Straightforwardly -- almost clinically -- Jean-Luc Godard presents this brief story of a woman's descent into prostitution. It's hardly a descent, really, as Anna Karina, in that unmistakably French way, happily chooses to start being paid for sex. Meanwhile, non-sequiturs abound to pad the plot, including dance numbers and a playful mime's act. Say what? Only in Paris.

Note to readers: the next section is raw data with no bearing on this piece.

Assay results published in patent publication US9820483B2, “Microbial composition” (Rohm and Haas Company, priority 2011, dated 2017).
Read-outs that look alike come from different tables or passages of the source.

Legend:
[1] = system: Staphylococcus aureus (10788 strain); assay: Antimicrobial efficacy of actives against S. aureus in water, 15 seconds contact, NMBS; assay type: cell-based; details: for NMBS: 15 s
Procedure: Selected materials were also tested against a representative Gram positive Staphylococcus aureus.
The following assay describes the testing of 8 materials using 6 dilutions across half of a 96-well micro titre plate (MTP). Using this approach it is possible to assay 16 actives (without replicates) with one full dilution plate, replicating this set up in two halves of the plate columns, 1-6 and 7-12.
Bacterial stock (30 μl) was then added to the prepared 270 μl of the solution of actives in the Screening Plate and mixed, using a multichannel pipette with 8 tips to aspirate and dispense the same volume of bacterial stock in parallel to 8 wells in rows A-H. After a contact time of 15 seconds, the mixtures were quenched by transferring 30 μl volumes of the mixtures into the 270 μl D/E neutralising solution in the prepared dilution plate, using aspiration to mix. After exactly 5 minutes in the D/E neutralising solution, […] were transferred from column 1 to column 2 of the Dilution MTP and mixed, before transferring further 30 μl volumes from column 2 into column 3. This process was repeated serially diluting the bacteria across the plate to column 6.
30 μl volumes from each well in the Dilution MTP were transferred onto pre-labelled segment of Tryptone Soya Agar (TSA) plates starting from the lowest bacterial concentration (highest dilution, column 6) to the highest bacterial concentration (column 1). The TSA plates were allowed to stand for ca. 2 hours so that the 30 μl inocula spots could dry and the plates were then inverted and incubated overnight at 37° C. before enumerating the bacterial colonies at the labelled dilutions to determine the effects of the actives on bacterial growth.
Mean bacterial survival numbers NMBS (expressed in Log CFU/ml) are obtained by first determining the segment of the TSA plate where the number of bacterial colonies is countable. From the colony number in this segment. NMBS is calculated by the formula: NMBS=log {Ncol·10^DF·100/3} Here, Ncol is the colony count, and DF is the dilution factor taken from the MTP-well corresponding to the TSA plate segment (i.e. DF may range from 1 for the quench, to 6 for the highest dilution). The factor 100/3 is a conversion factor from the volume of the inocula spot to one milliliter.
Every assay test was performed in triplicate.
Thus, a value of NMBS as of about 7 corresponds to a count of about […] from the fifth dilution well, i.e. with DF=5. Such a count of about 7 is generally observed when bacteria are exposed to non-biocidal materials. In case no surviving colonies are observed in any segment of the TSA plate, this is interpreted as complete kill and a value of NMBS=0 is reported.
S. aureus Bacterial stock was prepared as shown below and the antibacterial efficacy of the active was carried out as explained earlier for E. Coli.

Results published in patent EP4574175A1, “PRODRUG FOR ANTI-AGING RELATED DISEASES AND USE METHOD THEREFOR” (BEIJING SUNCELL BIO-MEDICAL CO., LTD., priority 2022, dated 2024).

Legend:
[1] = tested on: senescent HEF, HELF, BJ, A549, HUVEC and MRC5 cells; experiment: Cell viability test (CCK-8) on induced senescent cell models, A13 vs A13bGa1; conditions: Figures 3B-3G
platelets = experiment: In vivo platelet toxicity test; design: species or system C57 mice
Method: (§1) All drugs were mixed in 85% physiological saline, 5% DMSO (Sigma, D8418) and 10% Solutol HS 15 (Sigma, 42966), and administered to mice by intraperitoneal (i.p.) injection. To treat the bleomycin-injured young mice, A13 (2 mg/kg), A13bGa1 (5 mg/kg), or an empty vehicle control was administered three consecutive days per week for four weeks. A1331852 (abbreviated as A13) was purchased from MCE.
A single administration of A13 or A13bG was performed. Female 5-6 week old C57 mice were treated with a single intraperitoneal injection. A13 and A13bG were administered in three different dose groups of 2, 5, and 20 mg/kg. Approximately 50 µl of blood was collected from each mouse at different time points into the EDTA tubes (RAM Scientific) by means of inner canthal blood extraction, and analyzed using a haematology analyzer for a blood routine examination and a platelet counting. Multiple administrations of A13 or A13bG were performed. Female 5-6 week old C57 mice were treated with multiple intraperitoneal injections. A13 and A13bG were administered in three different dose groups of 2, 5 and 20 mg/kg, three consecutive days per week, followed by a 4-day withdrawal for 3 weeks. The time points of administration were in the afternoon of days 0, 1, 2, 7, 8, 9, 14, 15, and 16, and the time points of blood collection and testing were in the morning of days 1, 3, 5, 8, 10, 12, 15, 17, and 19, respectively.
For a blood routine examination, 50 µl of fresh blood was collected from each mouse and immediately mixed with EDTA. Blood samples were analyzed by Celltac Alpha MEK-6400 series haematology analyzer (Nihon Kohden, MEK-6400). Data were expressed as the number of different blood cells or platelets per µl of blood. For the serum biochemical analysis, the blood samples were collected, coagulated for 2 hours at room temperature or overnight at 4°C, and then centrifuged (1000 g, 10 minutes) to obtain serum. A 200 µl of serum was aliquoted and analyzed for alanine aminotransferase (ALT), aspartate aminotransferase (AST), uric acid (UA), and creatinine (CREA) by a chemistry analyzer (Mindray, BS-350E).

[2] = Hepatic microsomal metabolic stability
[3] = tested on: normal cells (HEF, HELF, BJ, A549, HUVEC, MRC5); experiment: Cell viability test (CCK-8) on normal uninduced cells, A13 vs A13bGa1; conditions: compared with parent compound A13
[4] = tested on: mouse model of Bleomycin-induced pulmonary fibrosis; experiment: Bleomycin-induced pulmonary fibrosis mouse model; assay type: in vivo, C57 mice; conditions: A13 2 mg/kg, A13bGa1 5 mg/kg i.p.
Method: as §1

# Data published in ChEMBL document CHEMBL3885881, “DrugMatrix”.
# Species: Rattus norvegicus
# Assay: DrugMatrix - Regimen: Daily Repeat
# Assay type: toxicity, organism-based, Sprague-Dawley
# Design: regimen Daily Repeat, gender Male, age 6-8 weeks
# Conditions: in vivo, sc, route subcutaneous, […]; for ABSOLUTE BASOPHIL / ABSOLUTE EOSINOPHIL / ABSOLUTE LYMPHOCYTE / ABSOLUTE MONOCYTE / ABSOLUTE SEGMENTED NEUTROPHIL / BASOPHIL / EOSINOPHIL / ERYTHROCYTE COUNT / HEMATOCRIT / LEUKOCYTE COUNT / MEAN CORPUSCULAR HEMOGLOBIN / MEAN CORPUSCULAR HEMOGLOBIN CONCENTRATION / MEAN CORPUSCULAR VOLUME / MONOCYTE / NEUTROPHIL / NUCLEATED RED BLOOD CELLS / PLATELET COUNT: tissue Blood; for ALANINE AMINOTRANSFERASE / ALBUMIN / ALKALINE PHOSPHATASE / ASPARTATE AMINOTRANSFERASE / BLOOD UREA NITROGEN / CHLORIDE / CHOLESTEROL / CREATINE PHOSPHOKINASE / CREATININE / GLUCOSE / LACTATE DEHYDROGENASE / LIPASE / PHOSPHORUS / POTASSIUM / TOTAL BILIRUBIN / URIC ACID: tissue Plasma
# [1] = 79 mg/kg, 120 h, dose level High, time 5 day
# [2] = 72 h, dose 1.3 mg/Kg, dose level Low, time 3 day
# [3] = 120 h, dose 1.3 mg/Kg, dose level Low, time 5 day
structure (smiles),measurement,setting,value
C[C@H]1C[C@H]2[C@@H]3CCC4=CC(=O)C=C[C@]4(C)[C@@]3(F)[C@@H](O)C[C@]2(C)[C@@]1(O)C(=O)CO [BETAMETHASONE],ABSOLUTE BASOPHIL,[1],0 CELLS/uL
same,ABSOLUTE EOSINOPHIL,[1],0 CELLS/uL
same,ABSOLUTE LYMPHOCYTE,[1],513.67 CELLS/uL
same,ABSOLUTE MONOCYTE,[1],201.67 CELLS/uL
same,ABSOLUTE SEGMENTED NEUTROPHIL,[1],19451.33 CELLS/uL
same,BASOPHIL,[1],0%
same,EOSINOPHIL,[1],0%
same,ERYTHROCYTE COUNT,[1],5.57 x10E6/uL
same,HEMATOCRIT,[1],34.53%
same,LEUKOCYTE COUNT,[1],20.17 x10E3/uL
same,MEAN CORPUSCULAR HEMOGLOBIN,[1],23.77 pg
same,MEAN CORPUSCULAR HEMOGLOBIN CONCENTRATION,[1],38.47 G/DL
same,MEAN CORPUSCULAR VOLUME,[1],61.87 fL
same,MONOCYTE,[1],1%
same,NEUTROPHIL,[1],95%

Truffaut's meditation on the American gangster film is, like a lot of French homages to the American gangster film, an unfortunately poor imitation. This tepid story has a mild-mannered pianist suddenly drawn into a world of crime by his ne'er-do-well brother. Of course our pianist has a past of his own, plus there's a hot hooker to contend with. The story is random and a little babbling, not really imbued with and interesting insight into gangsters -- American or otherwise. It's morose and deptressing, as any good New Wave film usually is, but if there's a point -- or even any real emotion in this -- it is lost on me. Stick with Truffaut's better films.